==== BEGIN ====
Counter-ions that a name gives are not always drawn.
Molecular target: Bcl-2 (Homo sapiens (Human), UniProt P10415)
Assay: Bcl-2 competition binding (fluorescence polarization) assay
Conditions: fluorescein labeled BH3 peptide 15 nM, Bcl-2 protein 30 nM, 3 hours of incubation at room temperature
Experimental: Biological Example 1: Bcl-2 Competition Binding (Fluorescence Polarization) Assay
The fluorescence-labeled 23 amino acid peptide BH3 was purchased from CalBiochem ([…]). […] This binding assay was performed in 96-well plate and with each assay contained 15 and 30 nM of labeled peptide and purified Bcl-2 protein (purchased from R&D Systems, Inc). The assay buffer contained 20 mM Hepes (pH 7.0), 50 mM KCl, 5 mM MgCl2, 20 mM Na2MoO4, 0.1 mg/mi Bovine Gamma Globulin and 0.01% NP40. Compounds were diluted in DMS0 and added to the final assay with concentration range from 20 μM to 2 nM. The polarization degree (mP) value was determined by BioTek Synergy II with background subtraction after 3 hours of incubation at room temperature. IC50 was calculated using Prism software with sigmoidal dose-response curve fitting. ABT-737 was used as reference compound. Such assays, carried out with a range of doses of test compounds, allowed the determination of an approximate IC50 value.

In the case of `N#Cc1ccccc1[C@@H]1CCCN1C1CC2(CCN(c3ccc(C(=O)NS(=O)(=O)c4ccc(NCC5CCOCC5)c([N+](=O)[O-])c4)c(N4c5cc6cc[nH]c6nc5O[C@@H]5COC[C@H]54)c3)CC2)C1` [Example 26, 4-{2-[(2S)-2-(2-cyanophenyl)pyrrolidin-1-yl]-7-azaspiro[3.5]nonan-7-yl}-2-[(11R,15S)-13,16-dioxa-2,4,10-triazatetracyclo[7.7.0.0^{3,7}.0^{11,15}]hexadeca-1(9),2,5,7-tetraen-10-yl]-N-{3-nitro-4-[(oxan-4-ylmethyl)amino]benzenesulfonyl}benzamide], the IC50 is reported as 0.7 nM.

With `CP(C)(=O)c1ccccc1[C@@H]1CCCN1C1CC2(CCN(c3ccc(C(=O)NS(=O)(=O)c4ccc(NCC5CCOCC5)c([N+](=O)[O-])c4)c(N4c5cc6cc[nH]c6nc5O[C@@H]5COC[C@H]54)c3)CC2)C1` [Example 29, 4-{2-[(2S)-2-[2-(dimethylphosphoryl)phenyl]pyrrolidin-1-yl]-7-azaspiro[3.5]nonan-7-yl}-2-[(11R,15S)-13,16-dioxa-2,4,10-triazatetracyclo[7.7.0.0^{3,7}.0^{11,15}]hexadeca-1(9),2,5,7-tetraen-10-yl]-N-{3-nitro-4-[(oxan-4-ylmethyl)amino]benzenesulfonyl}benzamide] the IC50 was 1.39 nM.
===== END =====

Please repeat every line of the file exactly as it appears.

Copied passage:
Counter-ions that a name gives are not always drawn.
Molecular target: Bcl-2 (Homo sapiens (Human), UniProt P10415)
Assay: Bcl-2 competition binding (fluorescence polarization) assay
Conditions: fluorescein labeled BH3 peptide 15 nM, Bcl-2 protein 30 nM, 3 hours of incubation at room temperature
Experimental: Biological Example 1: Bcl-2 Competition Binding (Fluorescence Polarization) Assay
The fluorescence-labeled 23 amino acid peptide BH3 was purchased from CalBiochem ([…]). […] This binding assay was performed in 96-well plate and with each assay contained 15 and 30 nM of labeled peptide and purified Bcl-2 protein (purchased from R&D Systems, Inc). The assay buffer contained 20 mM Hepes (pH 7.0), 50 mM KCl, 5 mM MgCl2, 20 mM Na2MoO4, 0.1 mg/mi Bovine Gamma Globulin and 0.01% NP40. Compounds were diluted in DMS0 and added to the final assay with concentration range from 20 μM to 2 nM. The polarization degree (mP) value was determined by BioTek Synergy II with background subtraction after 3 hours of incubation at room temperature. IC50 was calculated using Prism software with sigmoidal dose-response curve fitting. ABT-737 was used as reference compound. Such assays, carried out with a range of doses of test compounds, allowed the determination of an approximate IC50 value.

In the case of `N#Cc1ccccc1[C@@H]1CCCN1C1CC2(CCN(c3ccc(C(=O)NS(=O)(=O)c4ccc(NCC5CCOCC5)c([N+](=O)[O-])c4)c(N4c5cc6cc[nH]c6nc5O[C@@H]5COC[C@H]54)c3)CC2)C1` [Example 26, 4-{2-[(2S)-2-(2-cyanophenyl)pyrrolidin-1-yl]-7-azaspiro[3.5]nonan-7-yl}-2-[(11R,15S)-13,16-dioxa-2,4,10-triazatetracyclo[7.7.0.0^{3,7}.0^{11,15}]hexadeca-1(9),2,5,7-tetraen-10-yl]-N-{3-nitro-4-[(oxan-4-ylmethyl)amino]benzenesulfonyl}benzamide], the IC50 is reported as 0.7 nM.

With `CP(C)(=O)c1ccccc1[C@@H]1CCCN1C1CC2(CCN(c3ccc(C(=O)NS(=O)(=O)c4ccc(NCC5CCOCC5)c([N+](=O)[O-])c4)c(N4c5cc6cc[nH]c6nc5O[C@@H]5COC[C@H]54)c3)CC2)C1` [Example 29, 4-{2-[(2S)-2-[2-(dimethylphosphoryl)phenyl]pyrrolidin-1-yl]-7-azaspiro[3.5]nonan-7-yl}-2-[(11R,15S)-13,16-dioxa-2,4,10-triazatetracyclo[7.7.0.0^{3,7}.0^{11,15}]hexadeca-1(9),2,5,7-tetraen-10-yl]-N-{3-nitro-4-[(oxan-4-ylmethyl)amino]benzenesulfonyl}benzamide] the IC50 was 1.39 nM.